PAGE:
Finally, some people also experience hair loss as a result of dealing with an autoimmune problem. If you see large patches of hair on your pillow when you wake up, you should investigate this problem immediately. Doing an ANA test is an excellent way to explore your health problems.

Autoimmune Disorders Signs and Symptoms:

  • Low-grade fever
  • Persistent fatigue, weakness
  • Arthritis-like pain in one or more joints
  • Red rash (for lupus, one resembling a butterfly across the nose and cheeks)
  • Skin sensitivity to light
  • Hair loss
  • Muscle pain
  • Numbness or tingling in the hands or feet
  • Inflammation and damage to organs and tissues, including the kidneys, lungs, heart, lining of the heart, central nervous system, and blood vessels

How to Manage and Treat Autoimmune Conditions

Medical experts don't fully understand why many cells in the body start to attack healthy tissues. That's why sometimes treating or managing autoimmune disorders can be challenging. Most autoimmune diseases have limited treatment options, but you can manage their symptoms efficiently and live healthier lives.

For example, you need to find ways to bring the level of inflammation in the body to a lower level. Chronic inflammation is the source of most autoimmune disorders. You can reduce your inflammation levels by eating a healthier and balanced diet, avoiding sugary foods and drinks, and reducing alcohol intake. If you're a smoker, try to reduce the number of cigarettes you smoke every day, or even better, try quitting altogether.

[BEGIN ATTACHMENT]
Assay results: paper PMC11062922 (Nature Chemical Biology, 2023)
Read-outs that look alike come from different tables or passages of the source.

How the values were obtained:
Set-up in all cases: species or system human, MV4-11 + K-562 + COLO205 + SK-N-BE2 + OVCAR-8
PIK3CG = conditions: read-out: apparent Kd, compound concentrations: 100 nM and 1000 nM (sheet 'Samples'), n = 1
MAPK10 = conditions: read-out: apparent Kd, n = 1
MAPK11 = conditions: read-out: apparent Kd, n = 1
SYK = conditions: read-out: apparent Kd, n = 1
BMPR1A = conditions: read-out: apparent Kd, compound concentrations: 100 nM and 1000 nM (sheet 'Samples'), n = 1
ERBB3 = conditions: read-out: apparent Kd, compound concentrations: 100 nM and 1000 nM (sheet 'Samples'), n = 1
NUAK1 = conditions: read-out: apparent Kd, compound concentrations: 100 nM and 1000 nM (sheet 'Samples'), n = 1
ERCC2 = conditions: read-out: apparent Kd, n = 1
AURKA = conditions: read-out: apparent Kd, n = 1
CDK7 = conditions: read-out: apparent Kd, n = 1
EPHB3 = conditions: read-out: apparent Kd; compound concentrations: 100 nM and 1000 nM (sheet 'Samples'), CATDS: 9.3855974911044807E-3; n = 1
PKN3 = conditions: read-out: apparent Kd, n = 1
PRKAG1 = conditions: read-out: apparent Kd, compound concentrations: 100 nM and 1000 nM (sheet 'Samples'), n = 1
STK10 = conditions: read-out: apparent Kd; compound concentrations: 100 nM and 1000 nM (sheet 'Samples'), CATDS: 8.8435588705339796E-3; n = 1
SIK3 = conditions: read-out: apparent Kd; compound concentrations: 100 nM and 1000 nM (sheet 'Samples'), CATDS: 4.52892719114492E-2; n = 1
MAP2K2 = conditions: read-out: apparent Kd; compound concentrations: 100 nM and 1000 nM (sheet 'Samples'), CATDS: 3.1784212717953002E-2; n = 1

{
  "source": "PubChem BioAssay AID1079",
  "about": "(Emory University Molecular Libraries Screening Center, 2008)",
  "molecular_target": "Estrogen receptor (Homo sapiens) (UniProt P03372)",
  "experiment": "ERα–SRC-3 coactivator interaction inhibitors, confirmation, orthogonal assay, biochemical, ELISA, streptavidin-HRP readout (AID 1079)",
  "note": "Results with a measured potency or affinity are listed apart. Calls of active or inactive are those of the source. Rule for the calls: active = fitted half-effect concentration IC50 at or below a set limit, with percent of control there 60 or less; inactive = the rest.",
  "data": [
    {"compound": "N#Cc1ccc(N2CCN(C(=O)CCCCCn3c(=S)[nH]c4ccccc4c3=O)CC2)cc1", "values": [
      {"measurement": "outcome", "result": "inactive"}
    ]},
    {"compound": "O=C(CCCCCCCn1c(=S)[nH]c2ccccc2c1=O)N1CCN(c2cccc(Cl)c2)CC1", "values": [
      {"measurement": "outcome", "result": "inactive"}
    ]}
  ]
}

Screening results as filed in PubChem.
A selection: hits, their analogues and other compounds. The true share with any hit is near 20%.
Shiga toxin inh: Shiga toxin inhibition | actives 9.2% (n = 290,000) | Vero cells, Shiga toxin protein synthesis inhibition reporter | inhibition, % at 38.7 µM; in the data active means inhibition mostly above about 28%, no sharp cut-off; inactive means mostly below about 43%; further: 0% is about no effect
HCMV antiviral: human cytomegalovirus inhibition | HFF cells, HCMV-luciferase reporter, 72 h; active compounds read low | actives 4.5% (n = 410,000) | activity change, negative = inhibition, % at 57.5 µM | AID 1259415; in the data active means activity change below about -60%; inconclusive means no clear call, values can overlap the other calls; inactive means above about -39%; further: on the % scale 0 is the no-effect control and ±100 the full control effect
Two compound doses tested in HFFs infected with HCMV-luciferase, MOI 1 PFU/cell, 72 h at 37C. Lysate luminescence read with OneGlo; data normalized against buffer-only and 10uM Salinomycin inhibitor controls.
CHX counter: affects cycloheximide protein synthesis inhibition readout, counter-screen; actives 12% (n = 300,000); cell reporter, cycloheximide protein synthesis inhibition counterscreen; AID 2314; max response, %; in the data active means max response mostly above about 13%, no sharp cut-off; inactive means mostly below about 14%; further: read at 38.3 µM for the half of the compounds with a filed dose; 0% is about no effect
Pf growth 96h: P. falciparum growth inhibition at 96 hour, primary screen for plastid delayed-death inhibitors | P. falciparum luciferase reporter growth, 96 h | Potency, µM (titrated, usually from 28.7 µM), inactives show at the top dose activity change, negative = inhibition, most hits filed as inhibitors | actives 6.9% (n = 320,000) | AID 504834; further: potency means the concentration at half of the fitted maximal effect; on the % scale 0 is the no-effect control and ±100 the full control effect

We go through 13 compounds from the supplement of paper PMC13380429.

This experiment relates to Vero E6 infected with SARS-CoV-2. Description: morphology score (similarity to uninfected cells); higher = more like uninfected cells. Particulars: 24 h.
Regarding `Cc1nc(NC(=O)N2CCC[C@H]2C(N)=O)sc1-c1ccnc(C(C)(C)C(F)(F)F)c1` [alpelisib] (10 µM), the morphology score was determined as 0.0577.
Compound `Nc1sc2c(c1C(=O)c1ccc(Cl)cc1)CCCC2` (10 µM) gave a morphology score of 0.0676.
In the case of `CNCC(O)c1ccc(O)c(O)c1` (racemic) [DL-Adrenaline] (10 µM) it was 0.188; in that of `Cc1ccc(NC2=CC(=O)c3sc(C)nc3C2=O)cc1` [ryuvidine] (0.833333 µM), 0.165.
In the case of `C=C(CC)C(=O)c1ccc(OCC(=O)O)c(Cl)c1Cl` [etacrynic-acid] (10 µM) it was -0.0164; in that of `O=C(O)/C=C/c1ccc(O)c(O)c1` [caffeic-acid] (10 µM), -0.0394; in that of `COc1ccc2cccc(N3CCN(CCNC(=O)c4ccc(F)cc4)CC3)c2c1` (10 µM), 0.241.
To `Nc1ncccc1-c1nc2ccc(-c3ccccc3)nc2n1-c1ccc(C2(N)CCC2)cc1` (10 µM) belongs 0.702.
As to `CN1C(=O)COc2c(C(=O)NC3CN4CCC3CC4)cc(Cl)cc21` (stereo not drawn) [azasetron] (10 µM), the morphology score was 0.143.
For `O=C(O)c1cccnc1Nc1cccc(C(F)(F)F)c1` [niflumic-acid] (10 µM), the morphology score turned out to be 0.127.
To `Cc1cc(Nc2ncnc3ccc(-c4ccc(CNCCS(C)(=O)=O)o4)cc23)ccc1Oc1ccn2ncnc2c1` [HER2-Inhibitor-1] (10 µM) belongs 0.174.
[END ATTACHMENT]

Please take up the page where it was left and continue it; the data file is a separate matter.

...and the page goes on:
Another way you can lower inflammation levels is by exercising more often and fast periodically. Talk to your doctor and see how intermittent fasting, for example, can reduce inflammation levels in the body. You can also manage the symptoms of autoimmune diseases by taking certain medications. However, ensure that you follow your doctor's advice, as certain drugs might cause additional damage to your health.